Dec 4, 2012

Philippines - The US reality in the South China Sea

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A right thinking Filipino journalist would have recognized the dynamics of the multi-nation conflicting interests in the South China Sea and should therefore support our country. But because we delude ourselves as free media, some of our colleagues have thrown patriotic values out of the window and have promoted, whether wittingly or unwittingly, positions that negatively affect our country’s position.

From what was once a “see-no-evil, hear-no-evil” club, the ASEAN (Association of Southeast Asian Nations) has shown signs of transforming itself as an avenue for seeking a rationalization of conflicting interests among its members. During the recent ASEAN Summit held in Cambodia, China’s role in the South China Sea was questioned by Vietnam, Singapore and the Philippines. Not only that, the three ASEAN member countries contested the pro-China proposal not to internationalize the South China Sea conflict. The Philippines and Vietnam are claimants in the South China Sea dispute while Singapore sees regional stability with a big US presence.

Filipinos should be proud of how President Benigno S. Aquino III (P-Noy) intensely campaigned — while being pestered by a vicious flu virus that required a 2-day bed rest — for our national interest during the ASEAN Summit. P-Noy was the most vocal and aggressive in challenging China’s position in the South China Sea. Our country is actually facing a crisis of major proportions in this South China Sea dispute that also involves the interests and claims of other ASEAN countries and US strategic interests as well.

The US strategic interest in the region is to keep the vital shipping lanes of the South China Sea free from imposed disruption. Shipping disruption in the South China Sea would have a telling effect on the projection of US power in the Pacific and the viability of commercial activities of US goods as well as those of its allies. The oil and gas in the South China is an added interest for the US to play a role.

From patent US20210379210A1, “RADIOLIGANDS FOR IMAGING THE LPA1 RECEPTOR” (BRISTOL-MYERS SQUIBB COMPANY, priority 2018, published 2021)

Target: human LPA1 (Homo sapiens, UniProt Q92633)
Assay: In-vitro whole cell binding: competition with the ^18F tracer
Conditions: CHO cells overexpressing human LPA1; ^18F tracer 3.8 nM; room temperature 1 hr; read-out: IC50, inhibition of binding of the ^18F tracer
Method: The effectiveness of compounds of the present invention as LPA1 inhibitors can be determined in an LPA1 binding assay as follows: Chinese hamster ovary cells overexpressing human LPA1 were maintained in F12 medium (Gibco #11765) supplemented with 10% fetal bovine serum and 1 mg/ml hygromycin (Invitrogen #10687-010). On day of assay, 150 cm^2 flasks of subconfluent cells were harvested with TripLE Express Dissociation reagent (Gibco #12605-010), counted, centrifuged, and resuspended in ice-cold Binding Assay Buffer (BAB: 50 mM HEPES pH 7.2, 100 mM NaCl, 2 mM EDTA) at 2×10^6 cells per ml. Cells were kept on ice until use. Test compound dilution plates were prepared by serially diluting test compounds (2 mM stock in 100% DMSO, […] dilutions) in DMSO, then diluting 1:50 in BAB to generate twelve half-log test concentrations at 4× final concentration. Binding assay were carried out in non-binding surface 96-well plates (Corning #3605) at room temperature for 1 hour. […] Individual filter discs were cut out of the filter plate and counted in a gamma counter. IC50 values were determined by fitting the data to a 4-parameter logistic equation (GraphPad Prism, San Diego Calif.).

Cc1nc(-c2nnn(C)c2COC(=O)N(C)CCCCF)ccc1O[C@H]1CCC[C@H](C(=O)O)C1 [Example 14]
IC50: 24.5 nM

P-Noy initially wanted to take the neutral role in the US and China conflict. We’re of no real threat militarily to either the US or China. We should at least aspire to maintain good relations and freely trade with both of them. China had compelled P-Noy to align with the US by its aggressive stance of installing a military presence in our Panatag Shoal and including parts of our territory in their claimed domain.

There are Filipinos who opine that the Philippines shouldn’t have embraced the US and instead dealt with China diplomatically. These are ignorant deductions of folks who don’t know history and are deluded about how benevolent China could be if we didn’t invite the US factor in the South China Sea conflict. It was only in the Bible — a dubious source, especially the Old Testament — where a man named Daniel was thrown into the den of hungry lions and lived to talk about it. In the real world, anyone thrown into the den of hungry lions would be eaten and devoured with gusto. Sans US support, China would have eaten us like a hungry lion.

It’s only the US that has a military presence that could deter Chinese aggression in the South China Sea. It’s only the US that could make China think twice and opt to execute a retrograde maneuver from its aggressive foreign policy. If ever an acceptable code of conduct is crafted among claimants in the South China Sea — it’s only US presence that can ensure that China will keep its end of the bargain.

China’s aggression is primarily prodded by its need to ensure oil and gas supplies to fuel its economy. China has good reasons to fear a US domination of the remaining oil and gas sources in the world. China doesn’t have the presence that the US enjoys in the oil-rich Middle East. A US naval fleet could easily be dispatched to the Middle East and the US has a powerful proxy in the region — Israel. The US has its own supply of oil and gas and may not even need to partake in the oil and gas explorations and operations in the South China Sea. To China, the oil and gas in the South China Sea could mean continued progress or economic slowdown.

Filipinos should learn from Vietnam. Up to the early 1970s, Vietnam and the US were engaged in a brutal war, which Vietnam won. Despite that conflict, Vietnam has opted to dance with the US in this issue of multi-nation conflicts in the South China Sea. We don’t even have the military capability of Vietnam, a country that defeated the US, and yet we have here self-proclaimed nationalists finding fault when our president makes the wise move of engaging US support in dealing with Chinese aggression.

They’re either stupid or Quislings. Stupid because they can’t seem to fathom where our national interest is best served. Quislings because what they’re proposing are also what our Reds are mouthing.

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